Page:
The tree of life and the fall of man
After creating man, God planted a beautiful garden and gave it to him together with the responsibility to care for it. In the garden there were all sorts of trees good for food. The tree of life stood in the center of the garden alongside a river. God put this tree before the man that he created so that he could feed from it and daily receive the life of God.
What was man’s greatest need at that time? Was it a job to get money for his livelihood? No, God provided all that he needed. Did God give him instructions on how to do good and be a good man? No, the only instruction that God gave man when he put him in the garden was for him to cultivate and care for it, and bade him eat of every tree that grew there, except the tree of the knowledge of good and evil. We see then, that God created man to serve Him, to cultivate and guard the garden, and for that to happen God needed to be his life.
In all of the Bible’s descriptions of the Garden of Eden, the crucial point is that the tree of life was at its center. This tree symbolizes God as the life of man. The Garden of Eden was not only pleasant and beautiful, but it was where man could be filled with God’s life in order to please Him by fulfilling His eternal purpose.
Man was created in the image and likeness of God. However, he still had not received God as life, as his contents. Without the life of God, man is totally incapable and unqualified to express Him and represent Him. For example, a light bulb has everything needed to shine, but without electricity, it will never fulfill its function. The man is a “lamp” to express God’s divine light. For this, the “electricity” of the divine life of God, must flow into him.
In Genesis chapter 2:8-10 after having created man, God did not tell him to do anything in order to express Him. Instead, God put man before the tree of life so that he could take Him as life by eating its fruit. The New Testament shows us that the tree of life is God incarnate in Christ. John 1:4 says, “The life was in him.” In John 14:6, the Lord Jesus said that He is “the Way, the Truth and the Life.” In John 10:10 He said, “I came that they may have life and have it abundantly.” The Lord Jesus told us in John 6:57 to eat him, and in John 15, He is the true vine and we the branches. All these verses show that Jesus Christ is the life of man, as portrayed by the tree of life. This is so wonderful when we understand it!
The scriptures speak of a river flowing next to the tree of life. Revelation 22:1 speaks of a “river of the water of life.” This river appears several times throughout the Bible. It represents the Spirit of God that fills us with life and quenches our thirst. In John 7:37 the Lord Jesus said: “If anyone thirsts, let him come to me and drink.“ Sometimes you get the feeling that nothing else can satisfy you. Nevertheless, “the last day, that great day of the feast,” Jesus said, “He who believes in Me, as the Scripture has said, out of his heart will flow rivers of living water.” Today the Lord continues to offer himself as a drink that satisfies us when we drink His life into ourselves. We need to go to Him and drink!
The fall of man
There were two spiritual trees in the Garden; the tree of life and the tree of the knowledge of good and evil (Genesis 2:9). When the man ate of the latter, he fell and completely ruined his chances to fulfill the purpose of God for his life. We must now understand the meaning of these two trees.
The two trees represent two principles in man’s relationship to God. The principle of the tree of life is that of dependence on God. To have God as his life makes man dependent on him. The principle of the tree of knowledge is that of independence. When we do not take God as our life, but choose to live according to our own knowledge instead, we do not live in dependence on him.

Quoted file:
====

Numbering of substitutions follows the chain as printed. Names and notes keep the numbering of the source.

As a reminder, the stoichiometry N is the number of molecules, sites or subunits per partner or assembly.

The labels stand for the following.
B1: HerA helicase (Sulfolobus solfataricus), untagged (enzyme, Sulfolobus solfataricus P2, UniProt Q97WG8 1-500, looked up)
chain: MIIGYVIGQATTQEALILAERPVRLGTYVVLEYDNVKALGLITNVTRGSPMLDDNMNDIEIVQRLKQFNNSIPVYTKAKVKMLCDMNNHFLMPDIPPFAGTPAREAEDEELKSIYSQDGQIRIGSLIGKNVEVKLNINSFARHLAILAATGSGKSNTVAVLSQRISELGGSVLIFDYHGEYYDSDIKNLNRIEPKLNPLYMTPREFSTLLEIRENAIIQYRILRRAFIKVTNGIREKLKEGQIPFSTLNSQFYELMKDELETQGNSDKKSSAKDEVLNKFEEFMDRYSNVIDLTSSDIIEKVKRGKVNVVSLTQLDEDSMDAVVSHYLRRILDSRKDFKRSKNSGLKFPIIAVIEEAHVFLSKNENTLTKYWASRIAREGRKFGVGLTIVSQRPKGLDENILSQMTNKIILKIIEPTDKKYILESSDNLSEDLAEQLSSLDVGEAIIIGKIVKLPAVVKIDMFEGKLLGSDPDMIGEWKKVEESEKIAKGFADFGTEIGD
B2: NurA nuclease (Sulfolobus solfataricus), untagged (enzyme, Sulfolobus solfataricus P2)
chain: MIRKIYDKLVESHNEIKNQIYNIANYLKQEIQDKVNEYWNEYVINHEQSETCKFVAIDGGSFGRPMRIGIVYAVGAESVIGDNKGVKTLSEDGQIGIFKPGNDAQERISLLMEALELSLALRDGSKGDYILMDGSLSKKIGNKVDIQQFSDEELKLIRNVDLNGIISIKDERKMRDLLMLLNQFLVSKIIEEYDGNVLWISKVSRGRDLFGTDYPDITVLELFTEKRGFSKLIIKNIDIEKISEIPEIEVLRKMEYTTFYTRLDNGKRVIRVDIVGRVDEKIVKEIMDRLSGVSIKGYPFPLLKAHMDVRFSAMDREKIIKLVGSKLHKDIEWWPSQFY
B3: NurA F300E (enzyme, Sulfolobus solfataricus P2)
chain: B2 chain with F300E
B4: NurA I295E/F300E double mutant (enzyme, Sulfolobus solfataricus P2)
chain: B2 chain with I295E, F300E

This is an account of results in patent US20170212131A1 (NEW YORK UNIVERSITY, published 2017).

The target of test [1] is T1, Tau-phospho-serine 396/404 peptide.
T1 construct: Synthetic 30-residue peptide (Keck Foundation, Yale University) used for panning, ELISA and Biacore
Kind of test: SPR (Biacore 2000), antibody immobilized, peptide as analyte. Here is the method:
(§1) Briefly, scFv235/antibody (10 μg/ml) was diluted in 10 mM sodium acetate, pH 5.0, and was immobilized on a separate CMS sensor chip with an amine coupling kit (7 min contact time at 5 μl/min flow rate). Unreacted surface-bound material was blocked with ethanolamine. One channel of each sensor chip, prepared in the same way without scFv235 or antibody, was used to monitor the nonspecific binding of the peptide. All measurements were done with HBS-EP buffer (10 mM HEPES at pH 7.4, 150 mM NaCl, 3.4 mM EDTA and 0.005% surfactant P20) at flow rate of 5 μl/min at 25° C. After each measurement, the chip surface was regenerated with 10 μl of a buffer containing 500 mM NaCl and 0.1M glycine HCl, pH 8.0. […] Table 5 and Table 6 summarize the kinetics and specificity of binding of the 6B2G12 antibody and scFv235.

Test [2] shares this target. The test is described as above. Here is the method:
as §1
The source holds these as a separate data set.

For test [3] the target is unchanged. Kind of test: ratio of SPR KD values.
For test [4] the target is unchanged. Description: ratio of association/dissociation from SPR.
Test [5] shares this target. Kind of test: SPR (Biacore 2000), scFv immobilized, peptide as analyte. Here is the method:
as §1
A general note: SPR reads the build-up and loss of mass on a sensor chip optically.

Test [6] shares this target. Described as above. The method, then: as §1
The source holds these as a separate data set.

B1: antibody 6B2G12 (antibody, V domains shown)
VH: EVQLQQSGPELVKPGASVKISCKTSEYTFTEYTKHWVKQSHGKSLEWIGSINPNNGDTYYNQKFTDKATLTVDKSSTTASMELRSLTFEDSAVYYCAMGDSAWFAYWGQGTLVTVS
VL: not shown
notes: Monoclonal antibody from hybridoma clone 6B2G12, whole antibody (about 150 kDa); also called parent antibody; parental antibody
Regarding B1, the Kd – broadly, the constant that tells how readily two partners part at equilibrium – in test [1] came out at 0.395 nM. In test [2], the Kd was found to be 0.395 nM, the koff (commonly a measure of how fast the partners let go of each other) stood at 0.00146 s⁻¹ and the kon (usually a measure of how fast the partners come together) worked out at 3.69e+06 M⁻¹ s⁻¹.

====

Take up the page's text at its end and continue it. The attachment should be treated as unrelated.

The tree of life symbolizes the life of God or God as the life of man, while the tree of knowledge symbolizes Satan as the source of death. God told the man that the day they ate of the tree of knowledge they would surely die. This shows that, in fact, it is the tree of death. When man eats it, he receives the nature of sin within himself.
The Bible shows that Satan was originally Lucifer, the archangel of God. Lucifer means “morning star”. At the time, he was the most beautiful and wise among all the creatures of God. For this reason, he aspired to be like God and like the Most High (Isaiah 14:13-14). Therefore, he rebelled, and became the enemy of God, always seeking to exalt himself and frustrate God’s purposes.
Before the man could receive God as life, Satan deceived Eve who ate of the fruit of the tree of knowledge and then gave some to her husband, Adam, who also ate it. Thus, Satan was able to inject into man his evil nature of sin, which now dwells in every man (Romans 7:17-20). This became the greatest tragedy of the universe. The man who God created to contain Him and express Him, now, after the fall, expresses the sin nature of Satan.
The fall produced a series of problems. The first problem is that man transgressed the righteousness of God by disobeying his commandment not to eat of the tree of knowledge. As a result, man came under the judgment of God, lost his right to the tree of life, and ended up dying.
The second problem is that man now has a sinful nature within himself. This constitutes him as a sinner. As a result, he cannot do the good that he prefers, but ends up doing the evil which he does not want to do. Paul said. “O wretched man that I am! Who will rescue me from this body of death” (Romans 7:19, 24). This is the great tragedy of history! We still see its effect on man today. Even for such a lost cause God prepared a wonderful salvation for man.
God Created Man to be a vessel
We can see how marvelous the plan of God is. According to this plan, God created the heavens and the earth for man, the center of his creation, whom he created in a very special way after he created everything else.